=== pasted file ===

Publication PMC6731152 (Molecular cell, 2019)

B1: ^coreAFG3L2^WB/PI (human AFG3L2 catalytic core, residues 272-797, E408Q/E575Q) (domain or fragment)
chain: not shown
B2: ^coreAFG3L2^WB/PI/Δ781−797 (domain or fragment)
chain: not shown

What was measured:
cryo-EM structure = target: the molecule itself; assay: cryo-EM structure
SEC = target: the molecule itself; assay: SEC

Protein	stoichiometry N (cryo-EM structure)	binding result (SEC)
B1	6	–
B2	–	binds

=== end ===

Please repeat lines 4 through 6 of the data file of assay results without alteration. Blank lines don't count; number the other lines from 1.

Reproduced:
B2: ^coreAFG3L2^WB/PI/Δ781−797 (domain or fragment)
chain: not shown

What was measured: